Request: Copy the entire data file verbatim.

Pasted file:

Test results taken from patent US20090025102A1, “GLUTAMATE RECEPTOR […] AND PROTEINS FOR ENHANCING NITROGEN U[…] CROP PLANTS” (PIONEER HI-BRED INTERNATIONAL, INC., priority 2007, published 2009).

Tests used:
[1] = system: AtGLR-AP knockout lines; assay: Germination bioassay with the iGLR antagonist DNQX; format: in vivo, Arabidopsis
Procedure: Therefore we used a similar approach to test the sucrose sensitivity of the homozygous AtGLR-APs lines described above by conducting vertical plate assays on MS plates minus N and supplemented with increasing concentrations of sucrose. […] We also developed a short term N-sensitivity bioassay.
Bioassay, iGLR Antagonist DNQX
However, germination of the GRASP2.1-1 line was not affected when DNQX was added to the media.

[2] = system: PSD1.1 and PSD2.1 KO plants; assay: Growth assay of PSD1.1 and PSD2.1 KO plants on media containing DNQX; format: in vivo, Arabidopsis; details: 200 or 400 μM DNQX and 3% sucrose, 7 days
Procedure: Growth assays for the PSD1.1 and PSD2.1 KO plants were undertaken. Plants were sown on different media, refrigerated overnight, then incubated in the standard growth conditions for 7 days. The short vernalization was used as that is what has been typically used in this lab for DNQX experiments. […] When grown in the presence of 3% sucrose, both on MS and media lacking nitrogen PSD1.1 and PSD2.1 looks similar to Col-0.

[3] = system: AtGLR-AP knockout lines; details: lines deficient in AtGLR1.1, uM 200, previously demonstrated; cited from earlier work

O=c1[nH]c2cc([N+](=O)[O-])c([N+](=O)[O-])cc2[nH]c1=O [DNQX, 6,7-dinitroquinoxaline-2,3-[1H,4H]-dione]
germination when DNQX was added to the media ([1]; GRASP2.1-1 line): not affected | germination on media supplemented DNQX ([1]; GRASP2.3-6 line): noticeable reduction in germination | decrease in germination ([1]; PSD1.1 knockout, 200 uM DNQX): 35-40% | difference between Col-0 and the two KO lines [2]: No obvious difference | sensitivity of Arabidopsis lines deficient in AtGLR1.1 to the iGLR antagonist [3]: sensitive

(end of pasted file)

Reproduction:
Test results taken from patent US20090025102A1, “GLUTAMATE RECEPTOR […] AND PROTEINS FOR ENHANCING NITROGEN U[…] CROP PLANTS” (PIONEER HI-BRED INTERNATIONAL, INC., priority 2007, published 2009).

Tests used:
[1] = system: AtGLR-AP knockout lines; assay: Germination bioassay with the iGLR antagonist DNQX; format: in vivo, Arabidopsis
Procedure: Therefore we used a similar approach to test the sucrose sensitivity of the homozygous AtGLR-APs lines described above by conducting vertical plate assays on MS plates minus N and supplemented with increasing concentrations of sucrose. […] We also developed a short term N-sensitivity bioassay.
Bioassay, iGLR Antagonist DNQX
However, germination of the GRASP2.1-1 line was not affected when DNQX was added to the media.

[2] = system: PSD1.1 and PSD2.1 KO plants; assay: Growth assay of PSD1.1 and PSD2.1 KO plants on media containing DNQX; format: in vivo, Arabidopsis; details: 200 or 400 μM DNQX and 3% sucrose, 7 days
Procedure: Growth assays for the PSD1.1 and PSD2.1 KO plants were undertaken. Plants were sown on different media, refrigerated overnight, then incubated in the standard growth conditions for 7 days. The short vernalization was used as that is what has been typically used in this lab for DNQX experiments. […] When grown in the presence of 3% sucrose, both on MS and media lacking nitrogen PSD1.1 and PSD2.1 looks similar to Col-0.

[3] = system: AtGLR-AP knockout lines; details: lines deficient in AtGLR1.1, uM 200, previously demonstrated; cited from earlier work

O=c1[nH]c2cc([N+](=O)[O-])c([N+](=O)[O-])cc2[nH]c1=O [DNQX, 6,7-dinitroquinoxaline-2,3-[1H,4H]-dione]
germination when DNQX was added to the media ([1]; GRASP2.1-1 line): not affected | germination on media supplemented DNQX ([1]; GRASP2.3-6 line): noticeable reduction in germination | decrease in germination ([1]; PSD1.1 knockout, 200 uM DNQX): 35-40% | difference between Col-0 and the two KO lines [2]: No obvious difference | sensitivity of Arabidopsis lines deficient in AtGLR1.1 to the iGLR antagonist [3]: sensitive